This study represents the last phase of a research program to support the validity of the CPD-Reaction questionnaire for assessing the impact of CPD activities on health professionals’ clinical behavioral intentions. The CPD-Reaction questionnaire is a brief and valid tool that it is able to detect a change in the behavioral intention of health professionals attending CPD activities. The instrument seems to be appropriate for assessing the impact of CPD activities on behavioral intention. CPD providers found it to be relevant for evaluating the activities that they offer to health professionals, although future implementation will require addressing the barriers they identified.

Supporting information

S1 Table. The generic CPD-Reaction questionnaire.



The authors wish to thank Louisa Blair for editing this article and Brian J. Hess for some constructive feedback on an earlier version.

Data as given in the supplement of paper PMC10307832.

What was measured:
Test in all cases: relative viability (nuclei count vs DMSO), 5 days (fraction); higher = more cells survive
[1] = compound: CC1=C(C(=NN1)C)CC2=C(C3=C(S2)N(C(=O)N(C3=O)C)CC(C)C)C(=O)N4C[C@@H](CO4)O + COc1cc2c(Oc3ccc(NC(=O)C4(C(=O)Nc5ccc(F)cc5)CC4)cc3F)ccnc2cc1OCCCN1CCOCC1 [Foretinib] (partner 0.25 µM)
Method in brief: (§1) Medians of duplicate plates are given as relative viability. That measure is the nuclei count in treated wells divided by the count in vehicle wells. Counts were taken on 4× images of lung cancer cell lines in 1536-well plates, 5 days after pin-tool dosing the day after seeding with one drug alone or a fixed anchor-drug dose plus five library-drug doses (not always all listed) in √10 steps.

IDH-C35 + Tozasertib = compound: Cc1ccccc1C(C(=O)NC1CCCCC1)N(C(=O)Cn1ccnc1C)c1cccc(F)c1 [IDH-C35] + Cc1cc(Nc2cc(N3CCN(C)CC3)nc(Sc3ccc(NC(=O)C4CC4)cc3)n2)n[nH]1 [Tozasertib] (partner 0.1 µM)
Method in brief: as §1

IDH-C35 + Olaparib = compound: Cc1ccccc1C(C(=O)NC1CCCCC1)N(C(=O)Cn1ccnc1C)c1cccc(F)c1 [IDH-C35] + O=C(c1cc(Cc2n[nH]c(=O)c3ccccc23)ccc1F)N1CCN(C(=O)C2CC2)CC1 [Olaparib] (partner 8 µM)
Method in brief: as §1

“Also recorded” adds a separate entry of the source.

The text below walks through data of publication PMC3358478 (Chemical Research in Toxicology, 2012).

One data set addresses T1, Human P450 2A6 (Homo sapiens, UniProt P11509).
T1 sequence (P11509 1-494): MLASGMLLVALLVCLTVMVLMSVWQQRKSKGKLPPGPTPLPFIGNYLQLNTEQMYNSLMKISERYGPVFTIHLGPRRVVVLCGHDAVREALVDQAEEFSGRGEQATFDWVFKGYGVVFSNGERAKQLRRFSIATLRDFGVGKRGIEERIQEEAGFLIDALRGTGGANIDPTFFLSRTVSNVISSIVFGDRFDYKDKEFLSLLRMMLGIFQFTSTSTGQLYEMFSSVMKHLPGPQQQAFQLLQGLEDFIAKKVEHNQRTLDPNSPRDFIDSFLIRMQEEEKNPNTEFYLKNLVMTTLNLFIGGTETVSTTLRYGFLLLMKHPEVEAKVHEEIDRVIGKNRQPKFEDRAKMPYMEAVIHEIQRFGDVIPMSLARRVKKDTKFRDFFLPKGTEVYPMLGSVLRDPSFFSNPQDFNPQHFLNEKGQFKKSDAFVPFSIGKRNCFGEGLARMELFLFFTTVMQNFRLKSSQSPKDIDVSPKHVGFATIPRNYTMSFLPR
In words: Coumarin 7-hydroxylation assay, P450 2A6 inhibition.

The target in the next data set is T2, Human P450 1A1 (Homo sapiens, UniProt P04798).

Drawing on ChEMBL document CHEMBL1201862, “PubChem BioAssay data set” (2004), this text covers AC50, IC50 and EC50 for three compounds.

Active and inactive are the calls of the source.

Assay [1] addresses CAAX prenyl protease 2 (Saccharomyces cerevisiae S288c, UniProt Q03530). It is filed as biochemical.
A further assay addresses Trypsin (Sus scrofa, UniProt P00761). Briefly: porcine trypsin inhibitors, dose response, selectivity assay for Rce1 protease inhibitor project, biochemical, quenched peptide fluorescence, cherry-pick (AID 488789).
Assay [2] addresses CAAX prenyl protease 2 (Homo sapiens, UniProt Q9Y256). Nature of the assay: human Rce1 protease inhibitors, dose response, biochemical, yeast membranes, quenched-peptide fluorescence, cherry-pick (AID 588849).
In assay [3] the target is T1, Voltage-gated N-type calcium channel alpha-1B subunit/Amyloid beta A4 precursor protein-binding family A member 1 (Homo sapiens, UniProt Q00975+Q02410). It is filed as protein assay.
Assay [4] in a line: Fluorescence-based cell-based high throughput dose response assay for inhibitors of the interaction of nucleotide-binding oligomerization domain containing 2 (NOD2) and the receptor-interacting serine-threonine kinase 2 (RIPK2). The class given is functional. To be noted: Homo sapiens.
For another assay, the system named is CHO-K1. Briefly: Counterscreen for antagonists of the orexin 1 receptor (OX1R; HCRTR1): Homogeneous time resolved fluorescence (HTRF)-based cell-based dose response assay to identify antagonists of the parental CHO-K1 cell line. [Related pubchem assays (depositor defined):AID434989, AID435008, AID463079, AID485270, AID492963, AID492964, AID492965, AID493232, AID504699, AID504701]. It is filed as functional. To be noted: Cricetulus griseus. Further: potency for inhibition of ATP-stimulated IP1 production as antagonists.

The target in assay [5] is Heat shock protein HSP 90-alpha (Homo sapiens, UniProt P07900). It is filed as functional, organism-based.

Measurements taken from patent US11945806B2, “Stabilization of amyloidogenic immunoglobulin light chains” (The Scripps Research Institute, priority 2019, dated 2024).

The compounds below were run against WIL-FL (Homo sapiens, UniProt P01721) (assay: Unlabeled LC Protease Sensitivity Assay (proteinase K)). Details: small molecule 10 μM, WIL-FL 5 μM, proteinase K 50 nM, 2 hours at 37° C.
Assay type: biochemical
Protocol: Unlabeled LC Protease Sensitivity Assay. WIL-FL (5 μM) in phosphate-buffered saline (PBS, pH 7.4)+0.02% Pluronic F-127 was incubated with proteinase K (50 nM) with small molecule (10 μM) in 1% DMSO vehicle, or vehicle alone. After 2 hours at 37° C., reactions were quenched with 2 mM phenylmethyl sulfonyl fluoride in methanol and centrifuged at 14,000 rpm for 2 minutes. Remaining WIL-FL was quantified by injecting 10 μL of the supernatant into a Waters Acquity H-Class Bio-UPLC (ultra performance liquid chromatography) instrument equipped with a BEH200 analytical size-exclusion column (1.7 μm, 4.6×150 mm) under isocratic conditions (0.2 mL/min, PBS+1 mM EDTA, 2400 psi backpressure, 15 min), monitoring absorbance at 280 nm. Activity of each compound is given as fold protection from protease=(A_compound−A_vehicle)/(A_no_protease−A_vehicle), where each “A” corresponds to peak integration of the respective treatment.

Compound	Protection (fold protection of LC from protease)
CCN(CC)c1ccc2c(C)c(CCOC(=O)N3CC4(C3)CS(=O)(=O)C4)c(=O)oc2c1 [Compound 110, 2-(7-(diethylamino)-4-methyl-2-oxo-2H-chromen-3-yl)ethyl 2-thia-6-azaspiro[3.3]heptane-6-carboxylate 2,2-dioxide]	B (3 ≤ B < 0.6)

Author Contributions

  1. Conceptualization: F. Légaré FB AJ F. Luconi GG AB JS ML.
  2. Data curation: AF ST F. Légaré.
  3. Formal analysis: ST AF GG.
  4. Funding acquisition: F. Légaré FB AJ F. Luconi GG AB JS ML.
  5. Investigation: F. Légaré AF FB ML.
  6. Methodology: F. Légaré FB AJ F. Luconi GG AB JS ML ST.
  7. Project administration: AF F. Légaré FB.
  8. Resources: F. Légaré FB GG ML ST.
  9. Supervision: F. Légaré AF FB ML.
  10. Validation: F. Légaré AF ST FB AJ F. Luconi GG AB JS ML.
  11. Visualization: F. Légaré AF ST FB AJ F. Luconi GG AB JS ML.
  12. Writing – original draft: F. Légaré AF ST FB.
  13. Writing – review & editing: F. Légaré AF ST FB AJ F. Luconi GG AB JS ML.